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Thinking of telling my boss, need advice.

Old 08-02-2017, 03:56 PM
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Thinking of telling my boss, need advice.

Good afternoon, I needed some advice and I was hoping someone could help.

Short story is, I'm a 32 yr old male, I'm single, childless and with an okay job. Alcohol has been a problem my entire adult life, drugs have become more of an issue recently. I had some health issues about 6 months ago, so I tried to quit drinking for the first time. Needless to say, I failed quite badly. I've tried to at least cut down and manage my drinking by reconfiguring my drug/alcohol intake, but I woke up Saturday night, alone as always, having lost control of my bladder again. It really felt like a new low.

Despite many half-arsed quitting attempts, I really, really gave it my all this time. But I think I've come to realize that I can't win this fight alone. I thought I could, but I can't. I've recently moved to new role at work helping to lead an SAP implementation, which is much more stressful than my previous job. So I'm worried that my issues outside of work are becoming much more noticeable to my company and colleagues than before. My company does offer addiction treatment through its 'Employee Assistance Program', but I am worried about the implications it might have on my position at the company. Can an employer discipline me if I tell them I have addiction issues? Presumably not, but I'm guessing they can still force me out somehow?

Anyway, sorry for the essay. I actually feel a lot better now, than I did when I stared writing this post. If anyone has any words of advice, I would greatly appreciate it. For obvious reasons, if there any Canadians familiar with how the law in Ontario works on this, I would particularly like to hear if you've been through this?

Thanks in advance.

Pete
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Old 08-02-2017, 04:05 PM
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"Can an employer discipline me if I tell them I have addiction issues? "
and not do anything about the addiction issue?
what do you think?
they have a addiction treatment through an Employee Assistance Program
go for it! iirc,an employer cant terminate someone for getting help.would seem weird to offer help yet terminate employees that take the help
might want to get in touch with HR , get a copy of the employee handbook.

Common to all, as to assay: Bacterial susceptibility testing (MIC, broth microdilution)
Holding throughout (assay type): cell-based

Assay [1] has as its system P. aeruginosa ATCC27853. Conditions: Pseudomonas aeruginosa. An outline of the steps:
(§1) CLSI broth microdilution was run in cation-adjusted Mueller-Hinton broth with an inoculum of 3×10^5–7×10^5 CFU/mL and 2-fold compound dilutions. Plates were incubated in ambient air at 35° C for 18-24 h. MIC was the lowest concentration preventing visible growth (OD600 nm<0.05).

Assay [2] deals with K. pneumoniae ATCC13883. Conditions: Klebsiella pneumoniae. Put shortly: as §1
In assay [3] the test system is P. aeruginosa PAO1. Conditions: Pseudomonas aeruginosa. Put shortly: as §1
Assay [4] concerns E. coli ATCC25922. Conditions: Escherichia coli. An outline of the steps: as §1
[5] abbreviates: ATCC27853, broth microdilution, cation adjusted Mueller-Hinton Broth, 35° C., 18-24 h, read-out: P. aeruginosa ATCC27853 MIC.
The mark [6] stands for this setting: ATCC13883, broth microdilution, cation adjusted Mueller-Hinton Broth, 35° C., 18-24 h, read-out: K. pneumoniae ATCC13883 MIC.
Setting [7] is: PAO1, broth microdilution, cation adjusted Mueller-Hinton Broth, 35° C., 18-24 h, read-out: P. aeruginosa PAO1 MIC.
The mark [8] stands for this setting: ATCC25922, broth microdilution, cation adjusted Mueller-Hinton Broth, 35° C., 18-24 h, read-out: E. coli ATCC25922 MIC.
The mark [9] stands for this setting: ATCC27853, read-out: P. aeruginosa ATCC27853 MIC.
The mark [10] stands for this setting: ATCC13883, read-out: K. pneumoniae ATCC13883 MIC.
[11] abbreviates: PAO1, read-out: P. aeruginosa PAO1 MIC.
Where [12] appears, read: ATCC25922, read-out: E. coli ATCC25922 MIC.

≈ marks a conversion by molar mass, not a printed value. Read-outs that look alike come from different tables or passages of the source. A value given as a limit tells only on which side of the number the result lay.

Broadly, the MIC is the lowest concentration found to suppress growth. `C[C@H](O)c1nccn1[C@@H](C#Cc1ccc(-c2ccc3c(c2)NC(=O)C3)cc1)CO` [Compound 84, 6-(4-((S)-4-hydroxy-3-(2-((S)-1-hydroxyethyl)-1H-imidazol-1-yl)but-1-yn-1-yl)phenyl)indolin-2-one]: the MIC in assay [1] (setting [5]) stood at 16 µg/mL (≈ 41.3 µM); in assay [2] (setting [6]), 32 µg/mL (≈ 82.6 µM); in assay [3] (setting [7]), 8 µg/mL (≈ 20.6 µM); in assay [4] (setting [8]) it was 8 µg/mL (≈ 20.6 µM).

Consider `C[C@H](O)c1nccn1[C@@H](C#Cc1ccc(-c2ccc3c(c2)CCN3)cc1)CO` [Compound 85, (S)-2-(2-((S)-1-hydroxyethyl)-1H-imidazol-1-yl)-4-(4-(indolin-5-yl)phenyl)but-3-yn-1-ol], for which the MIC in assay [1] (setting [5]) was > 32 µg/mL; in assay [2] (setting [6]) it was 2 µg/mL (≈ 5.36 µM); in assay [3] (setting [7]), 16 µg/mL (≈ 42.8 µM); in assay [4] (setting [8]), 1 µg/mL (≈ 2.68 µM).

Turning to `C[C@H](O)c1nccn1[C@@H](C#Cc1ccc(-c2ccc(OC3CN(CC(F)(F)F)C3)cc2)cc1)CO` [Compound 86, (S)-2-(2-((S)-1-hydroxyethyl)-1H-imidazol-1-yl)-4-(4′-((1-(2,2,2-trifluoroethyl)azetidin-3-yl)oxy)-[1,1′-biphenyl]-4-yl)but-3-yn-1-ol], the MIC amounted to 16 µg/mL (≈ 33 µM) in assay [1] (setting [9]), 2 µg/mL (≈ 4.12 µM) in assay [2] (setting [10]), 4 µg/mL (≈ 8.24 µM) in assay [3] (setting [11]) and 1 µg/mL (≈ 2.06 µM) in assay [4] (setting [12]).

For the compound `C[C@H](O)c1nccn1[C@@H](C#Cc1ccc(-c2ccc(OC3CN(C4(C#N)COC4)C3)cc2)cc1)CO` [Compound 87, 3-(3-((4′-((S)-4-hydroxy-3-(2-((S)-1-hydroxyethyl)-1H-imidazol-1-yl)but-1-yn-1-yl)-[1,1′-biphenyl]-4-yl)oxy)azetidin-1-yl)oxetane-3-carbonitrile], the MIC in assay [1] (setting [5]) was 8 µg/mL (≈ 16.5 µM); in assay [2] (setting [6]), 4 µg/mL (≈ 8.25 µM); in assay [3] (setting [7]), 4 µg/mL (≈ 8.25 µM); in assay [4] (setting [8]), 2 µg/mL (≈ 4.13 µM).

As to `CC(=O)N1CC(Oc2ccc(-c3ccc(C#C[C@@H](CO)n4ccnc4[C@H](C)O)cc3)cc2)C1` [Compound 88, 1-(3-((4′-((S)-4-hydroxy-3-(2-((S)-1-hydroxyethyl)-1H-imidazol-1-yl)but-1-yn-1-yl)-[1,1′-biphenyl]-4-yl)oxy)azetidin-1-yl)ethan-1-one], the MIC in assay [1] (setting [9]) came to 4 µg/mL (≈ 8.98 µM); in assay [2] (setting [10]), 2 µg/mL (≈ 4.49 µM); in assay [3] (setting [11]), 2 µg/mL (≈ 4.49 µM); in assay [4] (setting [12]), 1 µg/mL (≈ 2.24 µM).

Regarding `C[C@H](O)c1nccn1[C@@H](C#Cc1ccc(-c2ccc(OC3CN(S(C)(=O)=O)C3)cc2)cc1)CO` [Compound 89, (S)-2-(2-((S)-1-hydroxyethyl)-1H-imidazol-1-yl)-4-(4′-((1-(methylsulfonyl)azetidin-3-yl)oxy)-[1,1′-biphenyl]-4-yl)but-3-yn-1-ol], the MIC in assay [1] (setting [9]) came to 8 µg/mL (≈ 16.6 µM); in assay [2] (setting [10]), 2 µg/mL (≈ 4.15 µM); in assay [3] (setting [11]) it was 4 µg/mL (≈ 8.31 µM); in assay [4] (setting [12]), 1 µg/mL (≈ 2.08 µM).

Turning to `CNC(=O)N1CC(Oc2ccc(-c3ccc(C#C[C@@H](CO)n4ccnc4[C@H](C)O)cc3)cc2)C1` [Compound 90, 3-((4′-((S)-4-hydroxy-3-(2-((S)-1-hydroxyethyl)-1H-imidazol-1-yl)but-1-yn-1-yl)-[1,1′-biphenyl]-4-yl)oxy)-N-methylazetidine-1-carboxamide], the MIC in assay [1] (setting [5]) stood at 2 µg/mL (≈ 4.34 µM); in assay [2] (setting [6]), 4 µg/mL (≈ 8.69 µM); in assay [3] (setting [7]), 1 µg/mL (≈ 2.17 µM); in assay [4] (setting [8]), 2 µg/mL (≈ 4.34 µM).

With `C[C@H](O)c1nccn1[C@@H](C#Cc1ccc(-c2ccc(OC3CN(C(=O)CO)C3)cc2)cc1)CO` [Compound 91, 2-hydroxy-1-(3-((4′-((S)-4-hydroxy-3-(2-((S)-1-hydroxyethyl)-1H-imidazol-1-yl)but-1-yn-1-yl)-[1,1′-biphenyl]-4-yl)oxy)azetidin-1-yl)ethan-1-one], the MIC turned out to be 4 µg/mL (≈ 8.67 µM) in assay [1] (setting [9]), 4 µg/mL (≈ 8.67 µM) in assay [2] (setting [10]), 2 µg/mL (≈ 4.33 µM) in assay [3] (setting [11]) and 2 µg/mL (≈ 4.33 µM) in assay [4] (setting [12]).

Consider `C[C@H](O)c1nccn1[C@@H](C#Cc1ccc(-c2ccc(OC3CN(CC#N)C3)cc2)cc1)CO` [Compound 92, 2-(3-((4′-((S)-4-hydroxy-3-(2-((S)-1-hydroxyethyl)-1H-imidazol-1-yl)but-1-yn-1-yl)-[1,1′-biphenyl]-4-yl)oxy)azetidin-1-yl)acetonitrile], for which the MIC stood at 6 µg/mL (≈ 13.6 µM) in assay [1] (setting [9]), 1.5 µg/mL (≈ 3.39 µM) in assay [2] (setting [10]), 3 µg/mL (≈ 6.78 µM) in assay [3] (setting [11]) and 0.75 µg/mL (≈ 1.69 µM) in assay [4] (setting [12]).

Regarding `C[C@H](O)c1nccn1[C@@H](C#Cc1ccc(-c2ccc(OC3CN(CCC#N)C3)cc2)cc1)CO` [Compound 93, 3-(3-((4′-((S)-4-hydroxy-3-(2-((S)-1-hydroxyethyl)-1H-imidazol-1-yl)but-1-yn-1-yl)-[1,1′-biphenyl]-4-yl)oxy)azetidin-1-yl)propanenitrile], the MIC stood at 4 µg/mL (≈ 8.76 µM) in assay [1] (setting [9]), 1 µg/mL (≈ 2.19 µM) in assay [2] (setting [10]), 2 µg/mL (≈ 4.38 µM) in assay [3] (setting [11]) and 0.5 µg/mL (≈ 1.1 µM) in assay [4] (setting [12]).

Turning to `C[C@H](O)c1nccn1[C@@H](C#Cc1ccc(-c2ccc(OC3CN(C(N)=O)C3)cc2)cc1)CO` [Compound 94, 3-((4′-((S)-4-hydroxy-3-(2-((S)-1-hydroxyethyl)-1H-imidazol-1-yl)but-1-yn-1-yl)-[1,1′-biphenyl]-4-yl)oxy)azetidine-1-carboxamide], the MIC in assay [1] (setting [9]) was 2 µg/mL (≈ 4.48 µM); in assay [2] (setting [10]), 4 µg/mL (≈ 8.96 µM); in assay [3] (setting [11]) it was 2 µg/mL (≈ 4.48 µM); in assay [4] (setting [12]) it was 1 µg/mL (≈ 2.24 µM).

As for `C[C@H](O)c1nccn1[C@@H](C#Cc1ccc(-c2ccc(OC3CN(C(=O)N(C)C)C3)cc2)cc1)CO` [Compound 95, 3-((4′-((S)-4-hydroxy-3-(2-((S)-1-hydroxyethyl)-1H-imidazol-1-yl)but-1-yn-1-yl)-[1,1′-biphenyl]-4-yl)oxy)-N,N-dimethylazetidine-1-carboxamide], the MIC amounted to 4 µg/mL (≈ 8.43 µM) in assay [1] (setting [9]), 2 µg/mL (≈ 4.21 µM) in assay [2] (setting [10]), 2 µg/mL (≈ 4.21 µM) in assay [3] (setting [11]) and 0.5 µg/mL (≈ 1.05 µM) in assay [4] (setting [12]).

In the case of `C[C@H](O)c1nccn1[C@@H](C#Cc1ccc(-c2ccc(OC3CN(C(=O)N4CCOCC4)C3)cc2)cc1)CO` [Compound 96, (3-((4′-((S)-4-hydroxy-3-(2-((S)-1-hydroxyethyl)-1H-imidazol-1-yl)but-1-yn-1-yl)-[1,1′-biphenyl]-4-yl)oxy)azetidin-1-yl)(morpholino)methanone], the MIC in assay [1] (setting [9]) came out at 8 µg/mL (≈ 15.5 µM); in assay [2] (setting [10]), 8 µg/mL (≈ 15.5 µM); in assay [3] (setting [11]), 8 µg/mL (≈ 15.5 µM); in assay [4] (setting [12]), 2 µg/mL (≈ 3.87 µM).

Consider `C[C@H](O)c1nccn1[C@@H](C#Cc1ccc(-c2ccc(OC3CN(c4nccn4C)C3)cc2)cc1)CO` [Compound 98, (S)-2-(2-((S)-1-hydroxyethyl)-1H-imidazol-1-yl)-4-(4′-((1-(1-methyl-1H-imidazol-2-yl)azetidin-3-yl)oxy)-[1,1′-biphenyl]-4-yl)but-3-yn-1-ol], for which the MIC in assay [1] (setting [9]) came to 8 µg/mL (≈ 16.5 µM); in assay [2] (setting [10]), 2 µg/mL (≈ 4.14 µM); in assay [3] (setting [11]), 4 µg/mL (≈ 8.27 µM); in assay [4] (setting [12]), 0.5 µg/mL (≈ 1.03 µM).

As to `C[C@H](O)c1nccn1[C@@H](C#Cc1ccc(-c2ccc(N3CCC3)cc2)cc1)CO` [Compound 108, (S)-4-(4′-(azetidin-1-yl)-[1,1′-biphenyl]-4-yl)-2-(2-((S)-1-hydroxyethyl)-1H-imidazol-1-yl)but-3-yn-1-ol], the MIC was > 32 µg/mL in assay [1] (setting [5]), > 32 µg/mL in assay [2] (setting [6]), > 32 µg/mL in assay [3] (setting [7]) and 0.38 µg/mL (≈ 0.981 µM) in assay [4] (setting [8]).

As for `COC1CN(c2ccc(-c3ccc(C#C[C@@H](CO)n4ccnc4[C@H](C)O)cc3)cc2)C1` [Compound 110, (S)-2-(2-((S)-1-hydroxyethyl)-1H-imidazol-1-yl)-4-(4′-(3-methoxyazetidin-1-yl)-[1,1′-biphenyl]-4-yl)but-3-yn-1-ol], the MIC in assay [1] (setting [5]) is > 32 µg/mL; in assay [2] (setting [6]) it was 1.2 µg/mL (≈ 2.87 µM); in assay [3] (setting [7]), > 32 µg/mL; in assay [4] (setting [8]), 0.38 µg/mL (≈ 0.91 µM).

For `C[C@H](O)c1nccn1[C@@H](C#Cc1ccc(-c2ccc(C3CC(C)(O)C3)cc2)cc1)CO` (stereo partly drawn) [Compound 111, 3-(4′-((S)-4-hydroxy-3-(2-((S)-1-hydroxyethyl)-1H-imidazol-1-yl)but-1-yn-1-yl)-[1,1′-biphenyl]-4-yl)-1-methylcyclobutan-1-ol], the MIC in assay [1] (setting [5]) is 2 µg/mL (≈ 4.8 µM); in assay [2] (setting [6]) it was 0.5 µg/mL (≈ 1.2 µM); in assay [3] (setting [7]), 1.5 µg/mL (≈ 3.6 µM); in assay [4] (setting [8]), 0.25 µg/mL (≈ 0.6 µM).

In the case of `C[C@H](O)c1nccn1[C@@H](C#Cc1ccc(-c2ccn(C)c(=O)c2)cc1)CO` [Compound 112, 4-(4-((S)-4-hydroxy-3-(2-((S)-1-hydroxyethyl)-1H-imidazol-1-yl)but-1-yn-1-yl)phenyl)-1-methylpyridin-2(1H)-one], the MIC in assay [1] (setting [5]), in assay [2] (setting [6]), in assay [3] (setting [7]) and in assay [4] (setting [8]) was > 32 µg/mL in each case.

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Old 08-02-2017, 04:16 PM
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Evidently I didn't word that very well. The Employee Assistance Program is an outsourced service that the company essentially subscribed to, of which addiction services are just a very small part.

I'm sure they can't just fire me for having addiction issues, but my concern is that those issues are going to affect my performance at work much more noticeably. Poor performance is something my company can, and often does, fire people for.

I was just trying to better understand that relationship and where I might stand if I do tell my boss.
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Old 08-02-2017, 04:30 PM
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I have had the same thoughts...I have told coworkers in the past that I struggle with alcohol and that I think I need to stop. However, I have never raised it as an issue with my boss. I don't know, its a tough one. If you think you need the help then I say go for it. Your company can't fire you for having a drug addiction if you come to them for help or at least that is how I understand it. Maybe hire a business lawyer to review your employee agreement first
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Old 08-02-2017, 04:38 PM
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If your worried, could you not get help outside work AA smart recovery etc, good luck
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Old 08-02-2017, 04:41 PM
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Originally Posted by Pete6256 View Post
Good afternoon, I needed some advice and I was hoping someone could help.

It really felt like a new low.

But I think I've come to realize that I can't win this fight alone. I thought I could, but I can't.